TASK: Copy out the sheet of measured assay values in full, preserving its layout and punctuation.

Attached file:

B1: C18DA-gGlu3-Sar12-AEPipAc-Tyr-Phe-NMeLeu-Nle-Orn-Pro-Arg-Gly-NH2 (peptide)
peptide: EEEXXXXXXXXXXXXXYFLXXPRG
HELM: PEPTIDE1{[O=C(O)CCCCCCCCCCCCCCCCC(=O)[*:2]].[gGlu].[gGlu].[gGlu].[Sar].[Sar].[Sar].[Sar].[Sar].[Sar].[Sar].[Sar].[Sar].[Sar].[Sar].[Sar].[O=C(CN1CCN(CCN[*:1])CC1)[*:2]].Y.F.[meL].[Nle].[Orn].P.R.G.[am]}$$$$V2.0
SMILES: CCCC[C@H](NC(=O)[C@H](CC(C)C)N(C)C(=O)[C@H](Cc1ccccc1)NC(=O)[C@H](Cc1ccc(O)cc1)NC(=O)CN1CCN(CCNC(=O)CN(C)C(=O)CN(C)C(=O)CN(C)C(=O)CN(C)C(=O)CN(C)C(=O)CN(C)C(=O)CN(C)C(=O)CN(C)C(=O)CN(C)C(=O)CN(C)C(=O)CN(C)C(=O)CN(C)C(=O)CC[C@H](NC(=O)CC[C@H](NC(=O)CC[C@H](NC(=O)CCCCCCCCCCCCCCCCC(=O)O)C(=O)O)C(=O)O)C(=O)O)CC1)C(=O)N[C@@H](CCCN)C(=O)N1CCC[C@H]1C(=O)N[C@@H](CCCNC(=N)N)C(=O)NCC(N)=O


B1: C18DA-gGlu3-Sar12-AEPipAc-Tyr-Phe-NMeLeu-Nle-Orn-Pro-Arg-Gly-NH2 (peptide)
peptide: EEEXXXXXXXXXXXXXYFLXXPRG
HELM: PEPTIDE1{[O=C(O)CCCCCCCCCCCCCCCCC(=O)[*:2]].[gGlu].[gGlu].[gGlu].[Sar].[Sar].[Sar].[Sar].[Sar].[Sar].[Sar].[Sar].[Sar].[Sar].[Sar].[Sar].[O=C(CN1CCN(CCN[*:1])CC1)[*:2]].Y.F.[meL].[Nle].[Orn].P.R.G.[am]}$$$$V2.0
SMILES: CCCC[C@H](NC(=O)[C@H](CC(C)C)N(C)C(=O)[C@H](Cc1ccccc1)NC(=O)[C@H](Cc1ccc(O)cc1)NC(=O)CN1CCN(CCNC(=O)CN(C)C(=O)CN(C)C(=O)CN(C)C(=O)CN(C)C(=O)CN(C)C(=O)CN(C)C(=O)CN(C)C(=O)CN(C)C(=O)CN(C)C(=O)CN(C)C(=O)CN(C)C(=O)CN(C)C(=O)CC[C@H](NC(=O)CC[C@H](NC(=O)CC[C@H](NC(=O)CCCCCCCCCCCCCCCCC(=O)O)C(=O)O)C(=O)O)C(=O)O)CC1)C(=O)N[C@@H](CCCN)C(=O)N1CCC[C@H]1C(=O)N[C@@H](CCCNC(=N)N)C(=O)NCC(N)=O